Tuesday, December 08, 2009

Tracing Shortcuts

Today I've been investigating way to transfer drawings more quickly. For my small scale studies I typically scan the sketch into the computer, then divide it into A4 sheets and print them on tracing paper, at that point trace as normal. This has the advantage of allowing me to use different surfaces and the result looks like the final actual drawing, but it is laborious, and so I began to consider ways to speed up the process.

First I thought of printing the mirror image onto tracing paper and putting acrylic medium on the surface. When sticky, I'd place the tracing paper face down to transfer the printer ink onto the surface. This didn't work. Tracing paper is very sensitive to moisture so wrinkles badly. I suspected though that even acetate or cellophane would be problematic because the printer ink is sometimes left on the paper, and getting the acrylic medium tacky enough to accept a print but not too wet (no transfer) or too dry (glue!) is difficult.

Then I printed onto paper and tried applying gesso over it. To my surprise I could apply quite a lot without hiding the lines. The paper wrinkled though. I tried card, the results were better but still wrinkly.

I then thought about printing onto a non-absorbent surface to avoid wrinkling. I have some acetate, but it's expensive. I located my textile samples and looked up the prices of nylon and PVC, cheap plastics that would be non-absorbent. The PVC is generally slick and untextured but that's not a problem. I've painted on it before and has enough tooth once gessoed. I also found some thin nylon that would probably work in my printer when cut into sheets. I wondered if it would make a good painting surface all round because of the texture. It would need to be adhered to a solid support though, this stuff is too thin for stretching. It feels absorbent, like it would need a lot of priming. I noted the nylon in my "to buy" list.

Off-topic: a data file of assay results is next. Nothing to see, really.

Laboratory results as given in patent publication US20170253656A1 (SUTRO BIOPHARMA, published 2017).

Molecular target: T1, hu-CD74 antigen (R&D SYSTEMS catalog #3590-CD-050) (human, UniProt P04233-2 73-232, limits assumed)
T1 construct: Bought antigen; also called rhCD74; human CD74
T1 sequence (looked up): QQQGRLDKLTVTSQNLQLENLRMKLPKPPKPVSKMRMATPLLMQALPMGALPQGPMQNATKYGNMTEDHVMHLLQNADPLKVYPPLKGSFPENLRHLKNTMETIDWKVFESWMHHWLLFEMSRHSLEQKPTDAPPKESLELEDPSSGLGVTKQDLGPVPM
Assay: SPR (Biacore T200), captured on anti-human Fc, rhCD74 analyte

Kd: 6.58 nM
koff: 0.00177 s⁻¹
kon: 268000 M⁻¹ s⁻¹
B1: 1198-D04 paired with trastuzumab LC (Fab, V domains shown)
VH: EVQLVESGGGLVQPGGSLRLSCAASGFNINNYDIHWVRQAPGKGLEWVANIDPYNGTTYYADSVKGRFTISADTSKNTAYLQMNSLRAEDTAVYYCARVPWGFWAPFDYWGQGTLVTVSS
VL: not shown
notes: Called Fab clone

The PVC looked easier to prime, and it's transparent like a window. I thought that I could stick it temporarily over the top of a drawing or photograph, prime it then paint on it. It would eliminate the need to have the drawing on the painting surface, a simple alternative to a projector.

In the end I simply glued sheets of card onto a canvas board with PVA glue. It wrinkled but that can't be helped at the moment. I stuck it over the canvas board while it was still shrink-wrapped. When I'm finished with the study I can unwrap the board and it'll be as good as new!

3 comments :

Kathy said...

Wow... you've gone to great efforts to figure this out. Thanks for posting the trial-and-error stage. It's very instructional. Lots of times I just use a projector to transfer designs, that is, if the painting is large enough. Thanks for the info!

Roy The Artist said...

Hi interesting process. Have you seen my little invention, the SimmTrace, you can easily make your own, software free. It's a sort of modern camera lucida http://www.simmtrace.com/

Mark Sheeky said...

Thanks the the comment Kathy. I've never traced or projected a thing, I use tracing paper merely to transfer my drawings to my painting surface so Roy's device will be of no use to me. Interesting that there is software to go with it. I developed a simple game to be used a drawing practise once! In the end it was not as good as real life practise though.